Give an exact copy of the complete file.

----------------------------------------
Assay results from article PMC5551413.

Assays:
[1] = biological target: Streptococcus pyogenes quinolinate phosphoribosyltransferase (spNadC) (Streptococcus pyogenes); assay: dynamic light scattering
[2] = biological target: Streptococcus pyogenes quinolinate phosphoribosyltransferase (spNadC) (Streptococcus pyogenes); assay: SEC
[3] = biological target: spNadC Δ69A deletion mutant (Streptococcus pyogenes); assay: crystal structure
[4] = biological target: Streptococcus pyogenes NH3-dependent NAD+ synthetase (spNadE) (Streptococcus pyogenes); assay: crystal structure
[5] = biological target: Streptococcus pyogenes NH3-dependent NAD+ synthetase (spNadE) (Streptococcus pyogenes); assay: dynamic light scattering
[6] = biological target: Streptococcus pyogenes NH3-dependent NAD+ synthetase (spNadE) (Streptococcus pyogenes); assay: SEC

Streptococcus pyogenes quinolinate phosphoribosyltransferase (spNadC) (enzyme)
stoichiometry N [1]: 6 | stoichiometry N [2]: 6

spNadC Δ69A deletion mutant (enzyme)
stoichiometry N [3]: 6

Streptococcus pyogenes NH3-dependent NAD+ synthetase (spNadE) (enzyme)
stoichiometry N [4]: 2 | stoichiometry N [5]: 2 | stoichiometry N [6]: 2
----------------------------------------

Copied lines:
Assay results from article PMC5551413.

Assays:
[1] = biological target: Streptococcus pyogenes quinolinate phosphoribosyltransferase (spNadC) (Streptococcus pyogenes); assay: dynamic light scattering
[2] = biological target: Streptococcus pyogenes quinolinate phosphoribosyltransferase (spNadC) (Streptococcus pyogenes); assay: SEC
[3] = biological target: spNadC Δ69A deletion mutant (Streptococcus pyogenes); assay: crystal structure
[4] = biological target: Streptococcus pyogenes NH3-dependent NAD+ synthetase (spNadE) (Streptococcus pyogenes); assay: crystal structure
[5] = biological target: Streptococcus pyogenes NH3-dependent NAD+ synthetase (spNadE) (Streptococcus pyogenes); assay: dynamic light scattering
[6] = biological target: Streptococcus pyogenes NH3-dependent NAD+ synthetase (spNadE) (Streptococcus pyogenes); assay: SEC

Streptococcus pyogenes quinolinate phosphoribosyltransferase (spNadC) (enzyme)
stoichiometry N [1]: 6 | stoichiometry N [2]: 6

spNadC Δ69A deletion mutant (enzyme)
stoichiometry N [3]: 6

Streptococcus pyogenes NH3-dependent NAD+ synthetase (spNadE) (enzyme)
stoichiometry N [4]: 2 | stoichiometry N [5]: 2 | stoichiometry N [6]: 2